Advice for getting an A on a commercial EPC

The new standards

With the governments shifting targets on MEES and their 2050 target deal line of eliminating carbon emissions to almost zero, getting an A grade on EPC is going to become increasingly relevant. With the changing regulations around energy efficiency a lowering a commercial building’s carbon emissions is going to be a key target for landlords and businesses throughout England and Wales to future proof their investments. London’s Zero Carbon Pathway Tool cites EPCs on London buildings as the first port of call for identifying areas that are not currently energy efficient.

Here are some great ways in which a business can lower the carbon emission from their existing buildings, with minimal cost and investment and get a higher EPC rating in the process.

Have Plans, and Be Prepared

Having detailed plans for your commercial space will mean that the energy assessor can undertake most of the assessment remotely, saving both you and them a lot of time. Even the most detailed of plans can leave them with a few questions, however; that may require additional information or a site visit.

Be prepared to answer the assessor’s questions on all recent alterations, about the location of vents or serial numbers of air conditioning units. Show them your commitment to using and producing renewable energy. Having the information and documents at hand will not only save time but could also lower your energy rating.

Without evidence or data to the contrary, an energy assessor is obliged to use default numbers and figures while calculating carbon emissions. Having the data readily available will mean that the energy assessor can place the correct values in their software, lowering your commercial property’s carbon footprint. Knowing your heating, ventilation, and air conditioning system inside out is essential for a getting a higher EPC grade.

How Lights Can Lighten CO2 Emissions

If you run a high-street shop or have an office in the centre of town, your building may not be blessed with the most natural of light sources and rely on the electronic lighting system. One way to cut down on carbon emissions is by having a lighting design plan that could open up the building’s windows to provide more natural light or introduce a lower number of light sources that provide a greater area of coverage. The government has a guideline of 7 Watts over a square metre for refurbished properties or fit-outs.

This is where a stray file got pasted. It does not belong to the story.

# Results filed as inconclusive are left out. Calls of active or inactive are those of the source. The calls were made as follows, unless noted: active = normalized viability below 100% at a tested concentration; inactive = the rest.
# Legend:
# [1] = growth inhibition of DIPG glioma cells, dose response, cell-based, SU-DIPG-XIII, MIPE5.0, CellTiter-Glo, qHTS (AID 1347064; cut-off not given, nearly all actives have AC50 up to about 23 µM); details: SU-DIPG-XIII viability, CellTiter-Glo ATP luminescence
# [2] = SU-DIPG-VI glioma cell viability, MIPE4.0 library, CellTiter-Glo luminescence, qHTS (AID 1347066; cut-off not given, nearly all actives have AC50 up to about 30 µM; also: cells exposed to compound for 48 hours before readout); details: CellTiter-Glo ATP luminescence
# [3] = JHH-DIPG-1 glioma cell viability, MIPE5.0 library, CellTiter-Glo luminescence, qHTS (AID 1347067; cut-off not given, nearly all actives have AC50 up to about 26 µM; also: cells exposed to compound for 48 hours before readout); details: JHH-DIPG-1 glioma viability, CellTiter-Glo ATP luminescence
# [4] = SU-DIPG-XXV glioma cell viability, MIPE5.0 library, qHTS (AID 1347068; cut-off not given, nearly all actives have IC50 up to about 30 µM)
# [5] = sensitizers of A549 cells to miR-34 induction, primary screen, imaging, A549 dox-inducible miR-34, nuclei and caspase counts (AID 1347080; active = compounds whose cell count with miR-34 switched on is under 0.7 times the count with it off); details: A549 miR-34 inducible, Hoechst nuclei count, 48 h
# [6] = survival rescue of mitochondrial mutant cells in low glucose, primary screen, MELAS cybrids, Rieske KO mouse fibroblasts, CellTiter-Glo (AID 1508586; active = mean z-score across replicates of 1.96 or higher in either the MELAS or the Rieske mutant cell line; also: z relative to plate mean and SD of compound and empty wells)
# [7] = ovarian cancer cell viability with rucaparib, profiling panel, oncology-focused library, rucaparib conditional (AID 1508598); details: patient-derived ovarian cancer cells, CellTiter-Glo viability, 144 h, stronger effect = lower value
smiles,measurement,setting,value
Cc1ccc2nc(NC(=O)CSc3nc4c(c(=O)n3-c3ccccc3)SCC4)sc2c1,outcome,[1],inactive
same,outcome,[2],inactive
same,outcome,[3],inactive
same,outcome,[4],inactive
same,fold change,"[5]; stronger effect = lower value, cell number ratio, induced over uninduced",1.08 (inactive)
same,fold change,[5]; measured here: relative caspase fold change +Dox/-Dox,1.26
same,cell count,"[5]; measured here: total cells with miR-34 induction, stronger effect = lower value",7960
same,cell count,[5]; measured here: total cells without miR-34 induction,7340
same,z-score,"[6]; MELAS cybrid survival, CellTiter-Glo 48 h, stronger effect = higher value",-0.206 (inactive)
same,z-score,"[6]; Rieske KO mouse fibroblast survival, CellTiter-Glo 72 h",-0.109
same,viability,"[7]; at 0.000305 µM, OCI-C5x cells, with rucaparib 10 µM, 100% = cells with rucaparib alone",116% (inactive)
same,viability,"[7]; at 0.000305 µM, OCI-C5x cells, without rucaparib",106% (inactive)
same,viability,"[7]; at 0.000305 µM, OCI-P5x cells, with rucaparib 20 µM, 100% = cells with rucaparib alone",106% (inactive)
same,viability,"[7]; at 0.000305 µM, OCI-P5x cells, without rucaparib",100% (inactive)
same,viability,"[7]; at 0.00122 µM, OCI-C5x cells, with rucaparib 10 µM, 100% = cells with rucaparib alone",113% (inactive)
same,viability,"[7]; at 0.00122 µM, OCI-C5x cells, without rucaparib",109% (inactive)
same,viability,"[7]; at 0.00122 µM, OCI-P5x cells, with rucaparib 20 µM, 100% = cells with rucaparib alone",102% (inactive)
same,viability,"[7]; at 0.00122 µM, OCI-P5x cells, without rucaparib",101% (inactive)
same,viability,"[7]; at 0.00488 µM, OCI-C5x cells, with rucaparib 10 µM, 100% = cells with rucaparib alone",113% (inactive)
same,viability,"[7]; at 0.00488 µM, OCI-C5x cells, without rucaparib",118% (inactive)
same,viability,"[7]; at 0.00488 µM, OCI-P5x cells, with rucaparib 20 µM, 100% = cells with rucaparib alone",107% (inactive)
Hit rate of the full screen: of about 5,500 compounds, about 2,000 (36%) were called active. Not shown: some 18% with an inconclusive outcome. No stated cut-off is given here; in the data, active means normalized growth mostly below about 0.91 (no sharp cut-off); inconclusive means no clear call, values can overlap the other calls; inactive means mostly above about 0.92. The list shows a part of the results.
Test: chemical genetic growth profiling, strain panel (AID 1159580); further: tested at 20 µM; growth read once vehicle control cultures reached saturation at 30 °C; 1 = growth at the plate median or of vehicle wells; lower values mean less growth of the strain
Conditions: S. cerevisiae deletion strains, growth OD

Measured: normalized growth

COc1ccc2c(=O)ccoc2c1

When you implement this light design, it is the ideal time to implement more environment-friendly systems of control by installing an occupancy sensor that can switch off lights when a room has been left unattended. Ensure the light fitting can also accommodate a LED bulb. LED bulbs use 20% of the energy of a normal bulb and will not only reflect in a lower carbon emission but a lower electric bill too.

Tweaking your Heating, Vents and Air Conditioning Systems (HVAC)

Heat systems, vents, and air conditioning units are one of the biggest areas of CO2 production in a company. I’ve already underlined the importance of knowing the specification of systems to allow for a lower value in the assessor’s calculations. It is also important to have an update and modern system. If it is over ten years old, it is likely to impact your grade negatively. Making investing in a newer, more eco-friendly system a budget priority.

Incorporate Renewable Energy Systems

Install devices to generate renewable energy suitable for both the location and the nature of the business. Solar panels are a fantastic way to generate clean energy for business usage and depending on the level of usage and collection, a business can even sell energy back to a provider.

Transferring utility providers to a greener, more environmentally friendly provider of energy will also lower your carbon footprint.

Insulation, Insulation, Insulation.

Basically, insulate everything – the walls, attics, gaping doors – everything you can. Insulating a cavity wall can improve an EPC rating by five to ten points, loft insulations can improve it by ten to fifteen points and double glazing can increase by four points.

Even if you have insulated your attics and walls in the past, it is worth doubling checking to ensure your still fully compliant with the government’s guidelines. Recently the government’s attic insulation depth increased from 100mm to 270mm.

Know How EPC is Assessed

Some sites and information guides will suggest a business lowers their heat settings or installing a smart meter to monitor the energy usage of the building. Although this will lower a company’s energy usage and carbon emission it will not lower their EPC score. An energy assessor will evaluate a company on the physical capabilities of the building and not how energy is used. So, an assessor will be focused solely on things like the lighting and controls used in each zone, the fabric of the building and its thermal efficiency. It’s important to learn what you’ll be assessed.

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